There are many craters across the surface of the moon, and while all have been caused by impacts of some kind, the craters themselves vary in shape and complexity.
NASA has explained that on the surface of the moon, some complex craters feature ring structures as well as mountains closer to the center. An example of a mixture of simple craters and complex craters is "Bell E", which is a small crater located within the larger Bell crater, as seen above. These special types of craters are called concentric craters and are often referred to as "donut" craters for obvious reasons.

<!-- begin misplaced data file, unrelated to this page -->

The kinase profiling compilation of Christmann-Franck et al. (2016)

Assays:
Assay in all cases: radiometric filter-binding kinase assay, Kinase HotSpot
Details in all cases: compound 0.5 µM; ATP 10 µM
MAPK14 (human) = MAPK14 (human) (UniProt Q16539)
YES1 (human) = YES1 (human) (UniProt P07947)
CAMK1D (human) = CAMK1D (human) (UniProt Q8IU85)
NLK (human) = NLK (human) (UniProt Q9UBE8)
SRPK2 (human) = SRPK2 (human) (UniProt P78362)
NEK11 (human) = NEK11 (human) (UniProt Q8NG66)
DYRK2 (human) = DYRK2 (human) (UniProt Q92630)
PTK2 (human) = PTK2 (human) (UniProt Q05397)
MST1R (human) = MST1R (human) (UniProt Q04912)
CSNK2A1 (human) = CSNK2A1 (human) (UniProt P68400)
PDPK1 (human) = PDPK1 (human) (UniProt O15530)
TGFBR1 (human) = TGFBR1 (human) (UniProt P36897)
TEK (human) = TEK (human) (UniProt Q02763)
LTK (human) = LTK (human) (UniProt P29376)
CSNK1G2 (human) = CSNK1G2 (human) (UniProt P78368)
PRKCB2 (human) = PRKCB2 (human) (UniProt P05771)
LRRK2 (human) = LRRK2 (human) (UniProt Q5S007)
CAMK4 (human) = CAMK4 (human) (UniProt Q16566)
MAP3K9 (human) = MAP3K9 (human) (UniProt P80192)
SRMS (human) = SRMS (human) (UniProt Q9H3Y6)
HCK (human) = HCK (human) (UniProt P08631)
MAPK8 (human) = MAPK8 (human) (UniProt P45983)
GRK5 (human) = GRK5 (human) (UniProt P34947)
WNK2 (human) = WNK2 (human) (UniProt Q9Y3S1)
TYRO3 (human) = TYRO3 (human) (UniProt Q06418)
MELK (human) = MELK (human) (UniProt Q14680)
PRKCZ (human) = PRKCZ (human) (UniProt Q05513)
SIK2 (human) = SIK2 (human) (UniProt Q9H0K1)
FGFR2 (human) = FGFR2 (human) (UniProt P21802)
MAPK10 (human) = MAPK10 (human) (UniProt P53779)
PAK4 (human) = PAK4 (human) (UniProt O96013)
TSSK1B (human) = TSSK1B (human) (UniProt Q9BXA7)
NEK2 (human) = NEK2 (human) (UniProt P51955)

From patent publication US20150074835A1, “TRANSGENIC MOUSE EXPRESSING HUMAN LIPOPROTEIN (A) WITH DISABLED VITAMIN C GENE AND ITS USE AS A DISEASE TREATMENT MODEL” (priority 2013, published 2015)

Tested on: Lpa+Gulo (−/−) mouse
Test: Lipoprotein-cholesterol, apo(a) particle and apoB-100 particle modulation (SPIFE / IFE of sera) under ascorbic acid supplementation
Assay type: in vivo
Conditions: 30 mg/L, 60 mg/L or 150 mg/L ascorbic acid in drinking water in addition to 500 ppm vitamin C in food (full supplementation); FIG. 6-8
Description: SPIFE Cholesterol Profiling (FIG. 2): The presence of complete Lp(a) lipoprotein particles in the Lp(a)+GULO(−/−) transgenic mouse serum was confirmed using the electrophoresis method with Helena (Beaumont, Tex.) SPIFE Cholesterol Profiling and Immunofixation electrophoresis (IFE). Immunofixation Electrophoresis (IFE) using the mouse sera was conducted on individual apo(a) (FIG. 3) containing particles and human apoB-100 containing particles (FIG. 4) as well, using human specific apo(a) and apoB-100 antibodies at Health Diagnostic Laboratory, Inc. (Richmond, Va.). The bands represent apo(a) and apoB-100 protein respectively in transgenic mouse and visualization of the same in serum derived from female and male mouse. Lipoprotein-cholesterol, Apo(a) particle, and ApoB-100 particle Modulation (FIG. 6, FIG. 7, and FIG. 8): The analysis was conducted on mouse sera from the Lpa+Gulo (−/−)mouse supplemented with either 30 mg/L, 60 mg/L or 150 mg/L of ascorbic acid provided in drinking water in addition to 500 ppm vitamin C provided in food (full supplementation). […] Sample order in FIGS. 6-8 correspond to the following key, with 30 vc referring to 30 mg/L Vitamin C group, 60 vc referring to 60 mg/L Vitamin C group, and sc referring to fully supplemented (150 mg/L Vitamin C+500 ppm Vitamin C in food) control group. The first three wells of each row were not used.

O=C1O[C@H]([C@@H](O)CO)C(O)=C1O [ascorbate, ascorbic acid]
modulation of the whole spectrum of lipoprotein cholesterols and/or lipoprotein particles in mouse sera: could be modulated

Researchers have multiple theories for how these concentric craters have formed, but lunar geologists believe that the theory that has the most validity is "Magmatic Intrusion", which is when magma from beneath the lunar surface is pushed up through the floor of the crater. Researchers believe that the moon was volcanically active at the same time the donut craters formed and that most of the identified donut craters are located in regions that had high amounts of volcanic activity.
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